On 9th April 1916, Crean took control of the Stancombe Wills on a perilous journey to Elephant Island. It was the smallest of the three lifeboats that were launched and was, subsequently, the most difficult to navigate.
The task of skippering the smallest lifeboat had originally fell to Hubert Hudson but he was suffering both mentally and physically that the mantle was soon passed to Crean.
With great skill, Crean, at one point, avoided disaster, when an iceberg threatened to bear down on them.
Frank Hurley, observing the chaos from Shackleton’s boat, The James Caird, wrote:
‘Tossing, plunging and grinding, the fearsome menace swept after us with hellish speed and though we pulled with all our might, we could not draw away. The ice-laden surge was only one hundred yards behind and tongues of ice were flicking out ahead of it. One of these reached to within a few yards of the Stancombe Wills which was bringing up the rear end; disaster was only averted by the greatest exertion of her crew and Crean’s skillful piloting”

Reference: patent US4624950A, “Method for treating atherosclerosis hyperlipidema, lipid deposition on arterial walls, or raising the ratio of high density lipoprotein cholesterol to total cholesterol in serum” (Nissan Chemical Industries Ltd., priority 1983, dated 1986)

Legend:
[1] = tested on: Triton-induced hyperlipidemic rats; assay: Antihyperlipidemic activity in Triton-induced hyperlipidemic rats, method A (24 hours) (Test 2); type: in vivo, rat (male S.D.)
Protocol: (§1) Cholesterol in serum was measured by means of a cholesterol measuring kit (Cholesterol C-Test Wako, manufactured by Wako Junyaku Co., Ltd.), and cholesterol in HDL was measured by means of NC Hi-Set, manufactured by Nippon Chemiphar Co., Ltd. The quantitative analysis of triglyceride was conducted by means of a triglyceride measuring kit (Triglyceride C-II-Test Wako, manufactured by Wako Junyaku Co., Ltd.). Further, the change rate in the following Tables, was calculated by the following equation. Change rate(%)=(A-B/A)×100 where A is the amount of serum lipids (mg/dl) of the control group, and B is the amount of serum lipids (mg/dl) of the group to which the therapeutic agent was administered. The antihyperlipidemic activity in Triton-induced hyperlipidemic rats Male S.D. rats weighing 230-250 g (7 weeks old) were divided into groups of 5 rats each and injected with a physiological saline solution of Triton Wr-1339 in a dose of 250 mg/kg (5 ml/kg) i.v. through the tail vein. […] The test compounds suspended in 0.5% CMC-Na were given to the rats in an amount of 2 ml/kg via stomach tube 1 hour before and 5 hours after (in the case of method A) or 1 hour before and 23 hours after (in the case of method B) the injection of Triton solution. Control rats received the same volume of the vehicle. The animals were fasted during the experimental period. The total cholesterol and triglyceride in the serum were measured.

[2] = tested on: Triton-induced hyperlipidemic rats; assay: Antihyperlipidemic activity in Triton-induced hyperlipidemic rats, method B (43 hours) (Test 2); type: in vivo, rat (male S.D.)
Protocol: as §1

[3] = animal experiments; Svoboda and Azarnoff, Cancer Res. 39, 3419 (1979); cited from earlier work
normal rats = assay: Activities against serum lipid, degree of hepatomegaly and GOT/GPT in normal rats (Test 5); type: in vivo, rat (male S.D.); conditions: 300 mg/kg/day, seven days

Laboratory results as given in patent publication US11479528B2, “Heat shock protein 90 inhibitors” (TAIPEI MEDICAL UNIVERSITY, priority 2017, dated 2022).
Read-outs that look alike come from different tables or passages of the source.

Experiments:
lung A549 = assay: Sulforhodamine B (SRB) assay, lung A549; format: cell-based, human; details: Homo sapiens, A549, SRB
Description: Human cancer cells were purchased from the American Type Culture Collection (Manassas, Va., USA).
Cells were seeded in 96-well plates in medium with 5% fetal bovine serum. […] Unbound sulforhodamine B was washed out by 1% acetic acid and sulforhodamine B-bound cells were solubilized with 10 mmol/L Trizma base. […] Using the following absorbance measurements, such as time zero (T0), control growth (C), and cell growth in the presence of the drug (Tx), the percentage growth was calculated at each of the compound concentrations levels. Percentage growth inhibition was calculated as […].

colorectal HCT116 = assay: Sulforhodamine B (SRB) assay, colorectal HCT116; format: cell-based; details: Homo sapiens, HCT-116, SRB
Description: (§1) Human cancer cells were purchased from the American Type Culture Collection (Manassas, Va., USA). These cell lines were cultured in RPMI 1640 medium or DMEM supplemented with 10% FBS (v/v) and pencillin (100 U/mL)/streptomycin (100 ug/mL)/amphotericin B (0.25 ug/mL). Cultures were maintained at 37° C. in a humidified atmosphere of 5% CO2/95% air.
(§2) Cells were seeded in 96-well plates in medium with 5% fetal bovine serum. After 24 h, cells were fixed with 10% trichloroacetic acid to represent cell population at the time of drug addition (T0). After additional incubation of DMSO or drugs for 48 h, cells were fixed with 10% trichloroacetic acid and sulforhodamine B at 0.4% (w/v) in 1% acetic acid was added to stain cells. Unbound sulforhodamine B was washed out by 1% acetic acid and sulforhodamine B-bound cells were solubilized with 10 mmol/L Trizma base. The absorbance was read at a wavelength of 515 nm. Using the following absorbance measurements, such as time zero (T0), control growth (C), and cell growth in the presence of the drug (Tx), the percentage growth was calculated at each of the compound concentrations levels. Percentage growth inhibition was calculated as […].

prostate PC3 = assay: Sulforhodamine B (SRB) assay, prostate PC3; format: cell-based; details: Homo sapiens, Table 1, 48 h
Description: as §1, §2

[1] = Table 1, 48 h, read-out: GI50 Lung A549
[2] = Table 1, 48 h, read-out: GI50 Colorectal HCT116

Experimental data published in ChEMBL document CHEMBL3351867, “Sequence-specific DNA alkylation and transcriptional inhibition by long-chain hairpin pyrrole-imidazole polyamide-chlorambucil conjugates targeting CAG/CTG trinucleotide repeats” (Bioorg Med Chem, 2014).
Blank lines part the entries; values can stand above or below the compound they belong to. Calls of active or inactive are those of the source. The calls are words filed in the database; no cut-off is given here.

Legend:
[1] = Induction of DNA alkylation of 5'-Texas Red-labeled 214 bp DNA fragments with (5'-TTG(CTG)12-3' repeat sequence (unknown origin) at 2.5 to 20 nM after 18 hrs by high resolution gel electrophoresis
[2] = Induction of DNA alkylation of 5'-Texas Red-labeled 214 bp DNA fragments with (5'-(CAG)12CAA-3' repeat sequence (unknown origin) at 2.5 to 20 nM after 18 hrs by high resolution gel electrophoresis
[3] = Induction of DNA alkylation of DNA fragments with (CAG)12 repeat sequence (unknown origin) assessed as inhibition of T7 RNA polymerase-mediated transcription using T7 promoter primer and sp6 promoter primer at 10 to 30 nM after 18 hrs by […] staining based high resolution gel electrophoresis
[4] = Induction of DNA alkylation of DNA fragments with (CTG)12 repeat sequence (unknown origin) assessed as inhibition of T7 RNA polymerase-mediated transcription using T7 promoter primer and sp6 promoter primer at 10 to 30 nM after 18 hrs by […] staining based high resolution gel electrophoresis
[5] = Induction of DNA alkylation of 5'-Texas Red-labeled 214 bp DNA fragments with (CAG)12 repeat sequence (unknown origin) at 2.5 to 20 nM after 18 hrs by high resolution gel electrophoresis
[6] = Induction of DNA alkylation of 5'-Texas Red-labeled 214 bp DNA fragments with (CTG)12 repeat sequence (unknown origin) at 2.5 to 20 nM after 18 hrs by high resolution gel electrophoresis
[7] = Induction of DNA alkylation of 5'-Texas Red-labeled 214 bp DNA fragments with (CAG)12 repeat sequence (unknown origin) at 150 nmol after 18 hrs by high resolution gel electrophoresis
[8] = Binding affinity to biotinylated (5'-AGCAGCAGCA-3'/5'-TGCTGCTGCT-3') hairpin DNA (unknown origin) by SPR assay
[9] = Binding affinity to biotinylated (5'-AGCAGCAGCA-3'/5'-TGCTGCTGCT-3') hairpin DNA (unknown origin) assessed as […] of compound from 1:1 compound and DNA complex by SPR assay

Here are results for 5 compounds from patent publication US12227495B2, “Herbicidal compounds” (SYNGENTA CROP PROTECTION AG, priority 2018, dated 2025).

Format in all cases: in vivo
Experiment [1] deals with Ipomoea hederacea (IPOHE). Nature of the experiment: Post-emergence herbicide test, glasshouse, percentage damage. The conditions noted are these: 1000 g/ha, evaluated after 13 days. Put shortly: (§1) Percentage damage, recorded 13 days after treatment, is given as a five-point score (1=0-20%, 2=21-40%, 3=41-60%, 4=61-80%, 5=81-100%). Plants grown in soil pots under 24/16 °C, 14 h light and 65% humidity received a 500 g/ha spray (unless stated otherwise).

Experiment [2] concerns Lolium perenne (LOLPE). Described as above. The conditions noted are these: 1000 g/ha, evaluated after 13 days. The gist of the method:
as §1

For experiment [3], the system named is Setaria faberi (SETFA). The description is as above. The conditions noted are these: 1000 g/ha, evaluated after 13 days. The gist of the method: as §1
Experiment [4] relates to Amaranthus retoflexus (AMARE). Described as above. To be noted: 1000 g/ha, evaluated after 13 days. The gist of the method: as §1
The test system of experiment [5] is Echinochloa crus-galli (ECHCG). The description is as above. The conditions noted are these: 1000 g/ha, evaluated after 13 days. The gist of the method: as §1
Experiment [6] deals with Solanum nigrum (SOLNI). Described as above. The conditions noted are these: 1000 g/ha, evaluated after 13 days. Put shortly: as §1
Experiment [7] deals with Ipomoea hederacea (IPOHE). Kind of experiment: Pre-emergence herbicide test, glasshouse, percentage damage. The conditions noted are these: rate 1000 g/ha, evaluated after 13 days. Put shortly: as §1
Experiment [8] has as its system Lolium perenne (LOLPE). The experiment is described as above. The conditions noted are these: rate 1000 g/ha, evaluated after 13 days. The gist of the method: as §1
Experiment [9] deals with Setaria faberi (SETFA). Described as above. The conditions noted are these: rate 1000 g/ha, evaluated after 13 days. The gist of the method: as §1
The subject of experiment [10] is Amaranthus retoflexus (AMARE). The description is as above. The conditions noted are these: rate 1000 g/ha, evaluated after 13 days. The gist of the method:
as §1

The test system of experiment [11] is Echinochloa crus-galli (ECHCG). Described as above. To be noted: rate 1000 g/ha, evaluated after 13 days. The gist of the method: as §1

Often overshadowed by events thereafter, the journey to Elephant Island presented all three boats with ever-present dangers and it was through determination and skill that they made the shores of which for 22 of the men, would be their home for four and a half months.
Upon landing many of the men were frostbitten and exhausted but the joy they felt at reaching land was indescribable after so long of being trapped by the ice. Frank Worsley, in his book Argonauts of the South recalled:
“It is hard to describe the joy we felt walking on land feeling and looking upon sold rocks after having lived through the terrible experiences of the last 16 months. To feel land under our feet – land that would not split or disintegrate.”
To read Tom Crean’s full story, the book can be purchased at the following link.
Biography of Tom Crean – Crean – The Extraordinary Life of an Irish Hero